Top shelf: 10 new books to flick through this autumn

Art Studio America: Contemporary Artist Spaces book
(Image credit: press)

Art Studio America: Contemporary Artist Spaces
Edited by Hossein Amirsadeghi and Maryam Eisler

The creative process is endlessly fascinating, and this new photographic venture looks at the working lives and spaces of more than 100 contemporary artists, including key players from Chuck Close to Raymond Pettibon, Thomas Demand to Taryn Simon. The most striking variation is scale, ranging from the industrial-sized production houses of Jeff Koons right down to the many takes on the traditional garret.

Published by Thames & Hudson (opens in new tab), £65

Rackstraw Downes moving virtual landscapes against the real, carrying his painting of a BOB

From the book: Rackstraw Downes moving virtual landscapes against the real, carrying his painting of a BOB ('battery on border'), the world's largest sodium-sulfur-battery storage system

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Francesco Clemente dons one of his painted masks

Francesco Clemente dons one of his painted masks, which he uses to explore the notion of duplicity, in the kitchen of his NoHo, New York, studio

(Image credit: press)

New York skyline

Hiroshi Sugimoto against the New York skyline post-Hurricane Sandy, the city still darkened under a partial blackout, one consequence of the devastating storm

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This Is Mars

Edited and designed by Xavier Barral

NASA has always been generous with its rich bounty of space imagery; it's mostly available online for all to see. But to really soak up the science, strangeness and sheer delight to be found in space exploration, you have to see the images on the page. This Is Mars assembles 150 images of the red planet (albeit in black and white), taken by the Mars Reconnaissance Orbiter over the past few years. Put together by designer Xavier Barral, they create a compelling portrait of the geology of an alien world. Experts are on hand to reveal the science behind the forms.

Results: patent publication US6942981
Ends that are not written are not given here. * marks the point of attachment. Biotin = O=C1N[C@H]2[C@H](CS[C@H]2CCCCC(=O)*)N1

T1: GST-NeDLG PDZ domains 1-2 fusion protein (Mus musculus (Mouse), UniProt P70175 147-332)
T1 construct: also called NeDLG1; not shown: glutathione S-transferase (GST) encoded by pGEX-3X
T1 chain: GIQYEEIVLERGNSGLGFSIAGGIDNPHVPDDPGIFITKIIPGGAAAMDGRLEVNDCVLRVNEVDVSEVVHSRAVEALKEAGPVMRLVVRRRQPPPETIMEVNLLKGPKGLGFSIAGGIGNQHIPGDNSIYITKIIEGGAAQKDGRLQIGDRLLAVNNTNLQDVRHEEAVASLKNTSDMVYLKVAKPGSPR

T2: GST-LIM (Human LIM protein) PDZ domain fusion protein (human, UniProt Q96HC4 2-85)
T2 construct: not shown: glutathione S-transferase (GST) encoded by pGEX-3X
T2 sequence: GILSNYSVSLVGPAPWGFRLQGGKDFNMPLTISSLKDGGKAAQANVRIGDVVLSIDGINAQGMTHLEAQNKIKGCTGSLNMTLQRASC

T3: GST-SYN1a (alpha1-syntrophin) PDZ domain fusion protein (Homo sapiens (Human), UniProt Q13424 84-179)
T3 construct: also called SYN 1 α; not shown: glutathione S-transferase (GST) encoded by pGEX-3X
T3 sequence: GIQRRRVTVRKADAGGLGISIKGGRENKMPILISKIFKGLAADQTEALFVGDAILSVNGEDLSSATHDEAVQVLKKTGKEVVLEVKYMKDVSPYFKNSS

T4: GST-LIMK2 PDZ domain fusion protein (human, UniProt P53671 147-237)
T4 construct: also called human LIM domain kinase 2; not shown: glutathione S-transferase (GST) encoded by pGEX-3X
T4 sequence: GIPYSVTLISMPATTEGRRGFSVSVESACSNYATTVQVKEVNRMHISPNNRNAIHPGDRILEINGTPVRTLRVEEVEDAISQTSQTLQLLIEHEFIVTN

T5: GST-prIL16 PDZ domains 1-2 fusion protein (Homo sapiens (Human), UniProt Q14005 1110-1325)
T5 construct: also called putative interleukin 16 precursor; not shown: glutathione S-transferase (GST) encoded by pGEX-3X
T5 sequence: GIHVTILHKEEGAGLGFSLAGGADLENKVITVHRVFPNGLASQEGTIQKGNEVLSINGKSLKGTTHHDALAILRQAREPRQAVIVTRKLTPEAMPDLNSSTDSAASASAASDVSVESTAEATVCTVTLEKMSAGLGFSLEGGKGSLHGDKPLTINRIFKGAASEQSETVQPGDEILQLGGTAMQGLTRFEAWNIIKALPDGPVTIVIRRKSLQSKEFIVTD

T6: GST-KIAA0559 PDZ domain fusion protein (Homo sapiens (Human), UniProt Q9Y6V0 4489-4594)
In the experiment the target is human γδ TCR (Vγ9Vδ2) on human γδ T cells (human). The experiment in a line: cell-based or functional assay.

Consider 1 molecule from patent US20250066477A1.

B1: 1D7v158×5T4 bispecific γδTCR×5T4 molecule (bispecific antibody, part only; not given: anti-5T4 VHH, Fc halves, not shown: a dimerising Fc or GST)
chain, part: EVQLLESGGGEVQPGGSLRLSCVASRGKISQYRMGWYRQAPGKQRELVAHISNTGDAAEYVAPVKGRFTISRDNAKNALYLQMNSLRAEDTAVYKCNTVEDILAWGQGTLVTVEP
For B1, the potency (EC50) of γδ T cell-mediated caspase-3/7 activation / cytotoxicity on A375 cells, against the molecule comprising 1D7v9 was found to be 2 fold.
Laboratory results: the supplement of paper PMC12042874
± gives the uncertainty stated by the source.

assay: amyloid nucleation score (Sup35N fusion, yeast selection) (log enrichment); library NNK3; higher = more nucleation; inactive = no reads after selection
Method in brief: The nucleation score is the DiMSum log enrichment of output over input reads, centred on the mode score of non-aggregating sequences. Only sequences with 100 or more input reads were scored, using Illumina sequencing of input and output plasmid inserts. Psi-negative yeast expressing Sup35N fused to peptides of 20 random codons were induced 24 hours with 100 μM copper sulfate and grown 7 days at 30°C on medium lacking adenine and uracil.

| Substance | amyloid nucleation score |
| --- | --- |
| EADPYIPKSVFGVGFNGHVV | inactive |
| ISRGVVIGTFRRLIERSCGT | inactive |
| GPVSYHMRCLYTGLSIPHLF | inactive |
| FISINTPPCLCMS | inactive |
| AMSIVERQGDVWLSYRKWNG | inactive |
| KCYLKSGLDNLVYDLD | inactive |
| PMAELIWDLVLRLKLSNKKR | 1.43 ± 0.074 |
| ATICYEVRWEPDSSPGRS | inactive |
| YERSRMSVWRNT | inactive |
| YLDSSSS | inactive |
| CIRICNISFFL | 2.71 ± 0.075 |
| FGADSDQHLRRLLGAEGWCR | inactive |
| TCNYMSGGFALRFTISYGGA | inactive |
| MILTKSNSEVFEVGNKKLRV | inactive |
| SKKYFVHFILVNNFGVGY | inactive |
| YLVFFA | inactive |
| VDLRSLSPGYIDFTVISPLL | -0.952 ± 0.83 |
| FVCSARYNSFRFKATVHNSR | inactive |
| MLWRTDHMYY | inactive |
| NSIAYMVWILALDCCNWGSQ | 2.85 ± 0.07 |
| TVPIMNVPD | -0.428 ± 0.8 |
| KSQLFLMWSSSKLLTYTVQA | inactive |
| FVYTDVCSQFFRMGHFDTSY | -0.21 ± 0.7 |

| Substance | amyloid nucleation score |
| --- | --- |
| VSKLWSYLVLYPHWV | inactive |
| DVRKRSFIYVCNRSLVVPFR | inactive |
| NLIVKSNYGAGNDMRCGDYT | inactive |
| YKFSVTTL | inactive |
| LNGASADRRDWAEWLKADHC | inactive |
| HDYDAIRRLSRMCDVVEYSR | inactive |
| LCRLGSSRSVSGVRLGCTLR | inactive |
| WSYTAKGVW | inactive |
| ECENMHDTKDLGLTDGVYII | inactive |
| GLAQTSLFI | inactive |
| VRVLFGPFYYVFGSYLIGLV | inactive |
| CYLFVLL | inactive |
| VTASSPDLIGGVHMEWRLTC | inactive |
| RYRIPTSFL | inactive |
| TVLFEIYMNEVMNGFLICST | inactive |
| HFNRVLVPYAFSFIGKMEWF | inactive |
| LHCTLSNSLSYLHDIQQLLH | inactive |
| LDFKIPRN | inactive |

Published by Aperture (opens in new tab), $100

'This Is Mars' book

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Mars plains of black sand and punctuated by dunes

From the book: the Ganges Chasma, where sediments containing sulfates are surrounded by plains of black sand and punctuated by dunes

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Mars soil

A swarm of hectometric impact craters from a meteor (left) and the floor of the Ismenius Lacus crater (right)

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Mars terrains and soil

A spread of a view that plunges into the canyon of Ius Chasma showing raised terrains on the left and and fine stratifications on the right

(Image credit: press)

Eyemazing: The New Collectible Art Photography

By Susan Zadeh